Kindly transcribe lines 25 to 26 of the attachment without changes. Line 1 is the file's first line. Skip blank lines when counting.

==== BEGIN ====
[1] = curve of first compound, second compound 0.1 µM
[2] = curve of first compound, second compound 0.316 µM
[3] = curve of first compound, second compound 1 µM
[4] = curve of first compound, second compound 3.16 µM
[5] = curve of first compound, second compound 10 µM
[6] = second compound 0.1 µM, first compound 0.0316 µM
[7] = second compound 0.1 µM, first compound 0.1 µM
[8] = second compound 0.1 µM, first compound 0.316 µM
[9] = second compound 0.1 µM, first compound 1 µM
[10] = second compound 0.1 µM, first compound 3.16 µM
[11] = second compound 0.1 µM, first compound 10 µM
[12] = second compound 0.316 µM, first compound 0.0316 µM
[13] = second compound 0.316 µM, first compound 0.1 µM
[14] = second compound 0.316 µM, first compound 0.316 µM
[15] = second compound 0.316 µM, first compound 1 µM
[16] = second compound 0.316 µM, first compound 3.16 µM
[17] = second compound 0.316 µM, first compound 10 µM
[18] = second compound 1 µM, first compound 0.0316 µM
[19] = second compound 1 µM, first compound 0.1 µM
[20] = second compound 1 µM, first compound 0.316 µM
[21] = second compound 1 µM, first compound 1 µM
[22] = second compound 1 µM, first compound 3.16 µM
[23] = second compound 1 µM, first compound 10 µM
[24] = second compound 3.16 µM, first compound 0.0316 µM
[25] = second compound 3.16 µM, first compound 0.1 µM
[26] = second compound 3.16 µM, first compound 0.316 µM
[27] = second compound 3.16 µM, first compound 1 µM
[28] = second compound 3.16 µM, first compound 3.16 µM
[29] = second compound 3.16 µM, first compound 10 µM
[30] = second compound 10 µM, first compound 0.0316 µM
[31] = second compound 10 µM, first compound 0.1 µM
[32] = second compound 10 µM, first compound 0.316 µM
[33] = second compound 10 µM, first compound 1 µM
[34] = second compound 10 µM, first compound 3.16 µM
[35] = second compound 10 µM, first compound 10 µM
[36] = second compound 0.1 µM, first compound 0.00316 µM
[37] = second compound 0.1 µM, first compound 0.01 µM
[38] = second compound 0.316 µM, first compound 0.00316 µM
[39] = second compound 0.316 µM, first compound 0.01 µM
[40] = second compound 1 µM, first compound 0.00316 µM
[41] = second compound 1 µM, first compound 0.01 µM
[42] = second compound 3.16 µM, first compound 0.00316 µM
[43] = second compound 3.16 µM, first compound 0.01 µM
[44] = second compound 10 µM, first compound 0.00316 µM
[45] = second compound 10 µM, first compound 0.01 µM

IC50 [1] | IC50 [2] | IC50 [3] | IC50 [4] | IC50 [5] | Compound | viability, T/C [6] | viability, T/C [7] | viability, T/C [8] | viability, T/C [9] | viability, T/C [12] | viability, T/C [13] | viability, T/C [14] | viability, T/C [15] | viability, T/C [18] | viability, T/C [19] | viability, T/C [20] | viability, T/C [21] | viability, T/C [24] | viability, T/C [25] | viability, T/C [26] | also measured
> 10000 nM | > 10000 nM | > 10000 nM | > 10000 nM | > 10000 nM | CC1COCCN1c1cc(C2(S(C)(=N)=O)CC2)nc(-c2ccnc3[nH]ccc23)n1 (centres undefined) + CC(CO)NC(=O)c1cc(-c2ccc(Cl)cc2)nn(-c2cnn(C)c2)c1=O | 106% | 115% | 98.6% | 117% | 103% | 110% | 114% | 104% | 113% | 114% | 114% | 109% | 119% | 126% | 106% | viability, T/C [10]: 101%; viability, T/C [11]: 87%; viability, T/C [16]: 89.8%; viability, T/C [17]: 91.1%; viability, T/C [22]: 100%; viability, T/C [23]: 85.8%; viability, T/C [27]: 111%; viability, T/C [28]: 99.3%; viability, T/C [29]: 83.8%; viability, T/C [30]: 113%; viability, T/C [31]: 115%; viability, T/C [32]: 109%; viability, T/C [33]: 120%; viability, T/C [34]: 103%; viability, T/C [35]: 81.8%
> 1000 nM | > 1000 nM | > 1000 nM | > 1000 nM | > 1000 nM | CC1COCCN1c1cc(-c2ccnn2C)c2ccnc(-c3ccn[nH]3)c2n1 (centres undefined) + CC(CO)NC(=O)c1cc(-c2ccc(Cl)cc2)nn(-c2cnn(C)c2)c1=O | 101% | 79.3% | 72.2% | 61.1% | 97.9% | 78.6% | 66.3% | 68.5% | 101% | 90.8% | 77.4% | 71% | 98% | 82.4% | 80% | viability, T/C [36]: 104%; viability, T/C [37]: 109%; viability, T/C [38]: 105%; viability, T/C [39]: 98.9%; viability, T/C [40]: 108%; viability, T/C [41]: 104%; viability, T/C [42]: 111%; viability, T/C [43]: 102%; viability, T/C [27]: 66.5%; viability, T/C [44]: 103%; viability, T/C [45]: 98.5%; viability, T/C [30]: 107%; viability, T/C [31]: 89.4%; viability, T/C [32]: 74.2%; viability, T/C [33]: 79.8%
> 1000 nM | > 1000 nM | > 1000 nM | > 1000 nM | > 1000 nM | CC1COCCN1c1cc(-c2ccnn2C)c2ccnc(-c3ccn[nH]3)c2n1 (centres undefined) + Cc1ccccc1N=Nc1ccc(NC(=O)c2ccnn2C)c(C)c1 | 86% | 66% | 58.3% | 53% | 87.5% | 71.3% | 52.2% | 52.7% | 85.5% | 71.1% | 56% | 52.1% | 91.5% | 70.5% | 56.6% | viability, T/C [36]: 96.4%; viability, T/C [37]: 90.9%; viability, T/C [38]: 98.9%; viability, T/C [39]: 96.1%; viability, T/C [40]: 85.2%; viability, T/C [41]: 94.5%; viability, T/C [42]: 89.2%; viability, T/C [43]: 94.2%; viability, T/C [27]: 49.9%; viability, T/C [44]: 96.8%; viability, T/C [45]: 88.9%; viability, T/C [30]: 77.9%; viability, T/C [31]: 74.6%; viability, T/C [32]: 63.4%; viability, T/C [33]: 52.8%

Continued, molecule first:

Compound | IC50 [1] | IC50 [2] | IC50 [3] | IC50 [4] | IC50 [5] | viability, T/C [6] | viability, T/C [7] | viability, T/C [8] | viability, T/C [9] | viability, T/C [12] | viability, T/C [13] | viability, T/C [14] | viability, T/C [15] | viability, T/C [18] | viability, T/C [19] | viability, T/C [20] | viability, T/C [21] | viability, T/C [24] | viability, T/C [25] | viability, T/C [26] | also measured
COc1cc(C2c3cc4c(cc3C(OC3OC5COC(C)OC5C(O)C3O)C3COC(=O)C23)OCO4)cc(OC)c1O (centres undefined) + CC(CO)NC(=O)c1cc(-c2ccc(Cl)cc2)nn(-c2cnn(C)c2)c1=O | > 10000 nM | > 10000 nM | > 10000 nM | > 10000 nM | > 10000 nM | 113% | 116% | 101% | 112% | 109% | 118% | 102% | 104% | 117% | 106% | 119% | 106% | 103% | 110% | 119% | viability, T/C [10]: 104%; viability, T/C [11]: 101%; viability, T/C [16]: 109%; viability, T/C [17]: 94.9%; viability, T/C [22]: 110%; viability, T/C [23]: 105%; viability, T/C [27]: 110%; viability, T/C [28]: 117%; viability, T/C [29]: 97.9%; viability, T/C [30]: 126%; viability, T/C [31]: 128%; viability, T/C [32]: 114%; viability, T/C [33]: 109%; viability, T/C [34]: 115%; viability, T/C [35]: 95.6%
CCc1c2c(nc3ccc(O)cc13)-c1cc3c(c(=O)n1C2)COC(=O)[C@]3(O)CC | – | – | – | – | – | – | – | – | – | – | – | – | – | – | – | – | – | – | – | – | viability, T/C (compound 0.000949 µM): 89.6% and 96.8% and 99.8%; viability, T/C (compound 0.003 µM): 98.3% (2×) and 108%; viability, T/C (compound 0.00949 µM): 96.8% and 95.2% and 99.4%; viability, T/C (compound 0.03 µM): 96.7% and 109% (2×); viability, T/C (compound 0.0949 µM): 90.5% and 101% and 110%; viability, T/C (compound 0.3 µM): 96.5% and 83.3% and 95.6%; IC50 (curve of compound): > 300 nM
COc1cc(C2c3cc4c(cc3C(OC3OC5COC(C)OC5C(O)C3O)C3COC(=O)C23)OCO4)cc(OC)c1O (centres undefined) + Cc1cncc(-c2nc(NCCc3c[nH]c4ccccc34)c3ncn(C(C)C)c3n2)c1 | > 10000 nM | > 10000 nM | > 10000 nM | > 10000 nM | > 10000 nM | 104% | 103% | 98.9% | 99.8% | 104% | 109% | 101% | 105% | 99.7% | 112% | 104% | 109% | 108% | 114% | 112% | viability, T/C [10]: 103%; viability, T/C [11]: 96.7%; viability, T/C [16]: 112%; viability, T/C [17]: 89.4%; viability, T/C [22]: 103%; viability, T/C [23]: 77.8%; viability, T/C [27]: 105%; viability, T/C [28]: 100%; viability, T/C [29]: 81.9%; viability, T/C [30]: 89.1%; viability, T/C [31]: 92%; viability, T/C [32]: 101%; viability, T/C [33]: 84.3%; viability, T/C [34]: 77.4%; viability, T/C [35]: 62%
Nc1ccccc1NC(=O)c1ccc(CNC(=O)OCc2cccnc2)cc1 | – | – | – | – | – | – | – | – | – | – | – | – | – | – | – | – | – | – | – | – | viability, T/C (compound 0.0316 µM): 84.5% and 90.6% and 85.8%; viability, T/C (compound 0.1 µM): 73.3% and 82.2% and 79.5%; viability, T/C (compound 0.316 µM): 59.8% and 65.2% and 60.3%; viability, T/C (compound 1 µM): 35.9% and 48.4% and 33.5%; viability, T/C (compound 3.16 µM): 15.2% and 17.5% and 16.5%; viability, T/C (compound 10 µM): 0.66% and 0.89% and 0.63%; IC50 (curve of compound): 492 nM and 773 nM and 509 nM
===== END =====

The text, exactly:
[25] = second compound 3.16 µM, first compound 0.1 µM
[26] = second compound 3.16 µM, first compound 0.316 µM